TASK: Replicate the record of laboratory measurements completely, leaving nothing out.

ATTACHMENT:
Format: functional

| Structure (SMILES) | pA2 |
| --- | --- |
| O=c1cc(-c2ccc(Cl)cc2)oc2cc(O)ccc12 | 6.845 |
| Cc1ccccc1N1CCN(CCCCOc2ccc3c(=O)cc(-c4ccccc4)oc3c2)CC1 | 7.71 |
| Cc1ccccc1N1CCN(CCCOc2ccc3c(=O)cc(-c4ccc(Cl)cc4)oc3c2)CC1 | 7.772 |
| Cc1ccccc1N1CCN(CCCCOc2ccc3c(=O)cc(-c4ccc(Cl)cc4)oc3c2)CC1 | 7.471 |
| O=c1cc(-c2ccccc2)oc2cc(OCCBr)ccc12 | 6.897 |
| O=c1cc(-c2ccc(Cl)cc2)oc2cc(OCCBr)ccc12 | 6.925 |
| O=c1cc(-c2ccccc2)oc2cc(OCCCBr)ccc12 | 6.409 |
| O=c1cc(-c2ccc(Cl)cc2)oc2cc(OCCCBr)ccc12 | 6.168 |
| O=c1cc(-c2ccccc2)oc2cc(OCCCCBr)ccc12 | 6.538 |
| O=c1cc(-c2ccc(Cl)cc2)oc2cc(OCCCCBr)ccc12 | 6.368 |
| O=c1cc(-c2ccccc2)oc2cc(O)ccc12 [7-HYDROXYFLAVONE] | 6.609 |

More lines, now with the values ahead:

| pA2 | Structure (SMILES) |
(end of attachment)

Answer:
Format: functional

| Structure (SMILES) | pA2 |
| --- | --- |
| O=c1cc(-c2ccc(Cl)cc2)oc2cc(O)ccc12 | 6.845 |
| Cc1ccccc1N1CCN(CCCCOc2ccc3c(=O)cc(-c4ccccc4)oc3c2)CC1 | 7.71 |
| Cc1ccccc1N1CCN(CCCOc2ccc3c(=O)cc(-c4ccc(Cl)cc4)oc3c2)CC1 | 7.772 |
| Cc1ccccc1N1CCN(CCCCOc2ccc3c(=O)cc(-c4ccc(Cl)cc4)oc3c2)CC1 | 7.471 |
| O=c1cc(-c2ccccc2)oc2cc(OCCBr)ccc12 | 6.897 |
| O=c1cc(-c2ccc(Cl)cc2)oc2cc(OCCBr)ccc12 | 6.925 |
| O=c1cc(-c2ccccc2)oc2cc(OCCCBr)ccc12 | 6.409 |
| O=c1cc(-c2ccc(Cl)cc2)oc2cc(OCCCBr)ccc12 | 6.168 |
| O=c1cc(-c2ccccc2)oc2cc(OCCCCBr)ccc12 | 6.538 |
| O=c1cc(-c2ccc(Cl)cc2)oc2cc(OCCCCBr)ccc12 | 6.368 |
| O=c1cc(-c2ccccc2)oc2cc(O)ccc12 [7-HYDROXYFLAVONE] | 6.609 |

More lines, now with the values ahead:

| pA2 | Structure (SMILES) |